How to clean your eyelids | Dr Frikkie Hartog

How to clean your eyelids

Behind the eyelashes is a row of approximately 25 glands in a row on both the upper and lower eyelid margins. These Meibomian glands secrete an oily substance that is smeared over the watery tear film covering the eyeball every time you blink. The secretion of these glands can unfortunately get obstructed and also get infected, leading to blepharitis as well as stye formation.

Blepharitis causes a red inflamed eyelid margin with matiness in the mornings and collection of fatty collarettes around the eyelashes. This leads to grittiness and irritation, caused by a secondary infection by staphylococcal organism usually present on the eyelids. Blepharitis is often a recurrent problem, despite the optimal treatment, and the mainstay of control is lid hygiene.

Due to the fact that the accumulations on the eyelid margin consist of a fatty substance, water alone is not sufficient in cleaning the eyelids. The collarettes can be softened with a warm compress and removed using a soapy solution. Baby shampoo can be diluted at a rate of four to one with luke warm water and an earbud dipped in the solution and used to clean the eyelid margin. It is very important to clean the eyelid margin just behind the row of eyelashes. There is also commercially available cleaning solutions like Navi-Blef that is a foam; it is applied to the eyelids and then washed away after cleaning.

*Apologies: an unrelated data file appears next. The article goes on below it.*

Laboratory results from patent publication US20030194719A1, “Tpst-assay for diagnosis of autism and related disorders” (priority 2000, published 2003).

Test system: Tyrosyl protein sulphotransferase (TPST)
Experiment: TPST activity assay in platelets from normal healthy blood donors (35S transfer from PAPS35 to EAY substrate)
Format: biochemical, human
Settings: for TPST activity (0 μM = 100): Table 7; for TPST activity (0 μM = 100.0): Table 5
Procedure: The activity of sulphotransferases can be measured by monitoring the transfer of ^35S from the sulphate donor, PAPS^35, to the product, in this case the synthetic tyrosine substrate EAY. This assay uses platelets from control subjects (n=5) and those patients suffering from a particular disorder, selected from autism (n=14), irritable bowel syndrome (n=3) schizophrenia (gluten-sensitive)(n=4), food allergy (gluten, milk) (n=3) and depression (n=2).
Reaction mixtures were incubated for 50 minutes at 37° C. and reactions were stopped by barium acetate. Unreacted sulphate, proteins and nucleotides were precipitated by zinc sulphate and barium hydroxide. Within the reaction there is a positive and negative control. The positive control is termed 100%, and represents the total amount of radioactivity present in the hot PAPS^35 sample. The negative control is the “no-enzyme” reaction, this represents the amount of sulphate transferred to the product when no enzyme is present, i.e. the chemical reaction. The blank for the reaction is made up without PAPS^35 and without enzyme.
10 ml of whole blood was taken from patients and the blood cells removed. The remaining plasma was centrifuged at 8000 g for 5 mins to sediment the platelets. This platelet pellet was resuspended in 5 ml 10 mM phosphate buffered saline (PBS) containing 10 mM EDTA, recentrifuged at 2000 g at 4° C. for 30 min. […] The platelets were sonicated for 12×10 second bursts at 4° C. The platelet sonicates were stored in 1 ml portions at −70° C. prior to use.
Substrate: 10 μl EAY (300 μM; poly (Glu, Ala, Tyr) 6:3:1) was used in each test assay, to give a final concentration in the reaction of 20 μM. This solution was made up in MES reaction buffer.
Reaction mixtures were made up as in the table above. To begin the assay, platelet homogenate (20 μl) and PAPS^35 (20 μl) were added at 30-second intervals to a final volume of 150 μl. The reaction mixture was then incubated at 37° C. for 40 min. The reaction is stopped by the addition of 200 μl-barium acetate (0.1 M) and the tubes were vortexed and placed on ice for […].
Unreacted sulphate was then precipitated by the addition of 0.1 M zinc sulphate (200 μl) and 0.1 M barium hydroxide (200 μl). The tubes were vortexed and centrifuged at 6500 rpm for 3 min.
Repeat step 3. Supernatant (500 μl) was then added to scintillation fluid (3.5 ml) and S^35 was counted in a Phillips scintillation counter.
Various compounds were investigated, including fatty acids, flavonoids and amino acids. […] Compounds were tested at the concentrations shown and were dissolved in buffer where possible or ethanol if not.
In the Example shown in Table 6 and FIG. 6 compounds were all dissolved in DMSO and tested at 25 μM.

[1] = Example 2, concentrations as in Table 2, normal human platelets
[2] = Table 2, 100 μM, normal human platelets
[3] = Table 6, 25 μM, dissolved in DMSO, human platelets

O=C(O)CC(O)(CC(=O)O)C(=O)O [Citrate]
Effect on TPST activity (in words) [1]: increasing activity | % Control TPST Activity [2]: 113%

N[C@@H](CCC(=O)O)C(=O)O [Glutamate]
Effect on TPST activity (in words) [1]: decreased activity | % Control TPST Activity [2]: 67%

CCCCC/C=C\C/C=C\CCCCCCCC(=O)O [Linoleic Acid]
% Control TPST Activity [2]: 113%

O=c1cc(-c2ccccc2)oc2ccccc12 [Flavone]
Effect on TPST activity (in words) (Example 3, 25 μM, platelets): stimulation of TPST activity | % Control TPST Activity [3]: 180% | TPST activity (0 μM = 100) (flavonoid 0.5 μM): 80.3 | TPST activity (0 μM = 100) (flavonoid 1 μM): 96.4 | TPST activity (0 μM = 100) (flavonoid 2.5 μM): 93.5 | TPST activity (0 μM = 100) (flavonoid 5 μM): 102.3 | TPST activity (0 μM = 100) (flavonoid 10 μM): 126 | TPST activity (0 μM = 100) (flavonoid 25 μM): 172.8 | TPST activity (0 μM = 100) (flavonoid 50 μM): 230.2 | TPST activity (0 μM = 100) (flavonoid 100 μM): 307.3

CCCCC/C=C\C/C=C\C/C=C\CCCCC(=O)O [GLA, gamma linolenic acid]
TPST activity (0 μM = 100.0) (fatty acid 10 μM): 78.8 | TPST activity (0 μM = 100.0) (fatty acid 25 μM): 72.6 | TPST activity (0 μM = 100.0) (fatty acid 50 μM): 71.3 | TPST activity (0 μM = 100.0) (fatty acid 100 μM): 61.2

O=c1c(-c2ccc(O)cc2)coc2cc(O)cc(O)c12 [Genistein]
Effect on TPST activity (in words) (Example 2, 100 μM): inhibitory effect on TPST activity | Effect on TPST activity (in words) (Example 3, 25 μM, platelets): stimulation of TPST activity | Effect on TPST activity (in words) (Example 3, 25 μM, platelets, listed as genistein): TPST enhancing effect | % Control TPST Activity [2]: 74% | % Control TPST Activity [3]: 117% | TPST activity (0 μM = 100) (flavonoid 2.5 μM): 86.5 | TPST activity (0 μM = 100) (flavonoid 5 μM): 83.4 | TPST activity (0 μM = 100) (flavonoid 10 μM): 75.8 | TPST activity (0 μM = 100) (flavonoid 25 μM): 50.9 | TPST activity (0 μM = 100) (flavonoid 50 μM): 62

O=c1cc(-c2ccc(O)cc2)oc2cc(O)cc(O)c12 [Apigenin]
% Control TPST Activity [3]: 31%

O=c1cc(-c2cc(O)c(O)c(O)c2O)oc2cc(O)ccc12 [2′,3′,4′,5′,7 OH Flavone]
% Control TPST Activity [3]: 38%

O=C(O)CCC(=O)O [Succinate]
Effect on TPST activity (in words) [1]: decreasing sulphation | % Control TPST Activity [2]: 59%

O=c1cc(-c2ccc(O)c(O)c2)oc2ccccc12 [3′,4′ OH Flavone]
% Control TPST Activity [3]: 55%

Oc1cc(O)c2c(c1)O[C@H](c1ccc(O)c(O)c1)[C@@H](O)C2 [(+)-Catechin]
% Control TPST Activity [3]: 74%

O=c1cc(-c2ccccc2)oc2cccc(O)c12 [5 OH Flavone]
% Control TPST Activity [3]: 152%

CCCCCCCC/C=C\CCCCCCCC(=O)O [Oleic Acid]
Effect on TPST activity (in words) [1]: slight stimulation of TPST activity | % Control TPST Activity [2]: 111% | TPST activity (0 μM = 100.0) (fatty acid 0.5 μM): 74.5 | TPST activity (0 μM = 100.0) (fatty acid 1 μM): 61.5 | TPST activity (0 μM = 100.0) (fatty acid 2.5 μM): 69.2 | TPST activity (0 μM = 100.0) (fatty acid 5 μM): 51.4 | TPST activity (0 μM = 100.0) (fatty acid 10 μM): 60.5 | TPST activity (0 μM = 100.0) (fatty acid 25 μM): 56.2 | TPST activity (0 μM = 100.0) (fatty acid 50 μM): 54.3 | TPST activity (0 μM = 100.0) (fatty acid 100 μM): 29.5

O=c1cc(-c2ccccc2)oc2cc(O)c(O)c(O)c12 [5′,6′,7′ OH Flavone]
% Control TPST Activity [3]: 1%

As mentioned lid hygiene is the cornerstone of treatment, and early application will resolve most of the symptoms associated with blepharitis, but it is often necessary to treat the concomitant Staphylococcal infection. Topical Fucithalmic ointment is used for this. It is applied to the eyelid margin after cleaning.

The warm compress softens the collarettes, the soapy solutions cleans the fatty accumulations and the topical antibiotics kills the organism responsible for the secondary infection. It is further important to note that a blepharitis is divided into an anterior (affecting the eyelashes) and posterior (affecting the Meibomian glands) blepharitis. With a posterior blepharitis it is also necessary to use an oral antibiotic. Some antibiotics have an apolipoprotein action that promotes the secretion of the Meibomian glands, preventing obstruction and inflammation.

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Dr. Frikkie Hartog

Dr. Frikkie Hartog is an ophthalmic surgeon specializing in cataract and laser refractive surgery. The aim of all types of refractive surgery is to rid a patient of his spectacle or contact lens dependence. Dr Frikkie Hartog has a special interest in affording his patients the best possible results using the latest and safest technology. It is also essential to balance the increasing cost of these technologies with the financial expectation of your patients. Dr.Frikkie Hartog studied at the University of Stellenbosch and acquired his MMed Opth as well as FC Ophth degree in 2004. He has been performing cataract surgery since 2000 and laser surgery since 2005, and he has an excellent safety and success record. Frequent attendance of not only local but also overseas specialist congresses forms part of a continued learning interest. Dr. Frikkie Hartog is an avid cyclist and loves reading and spending time with his family.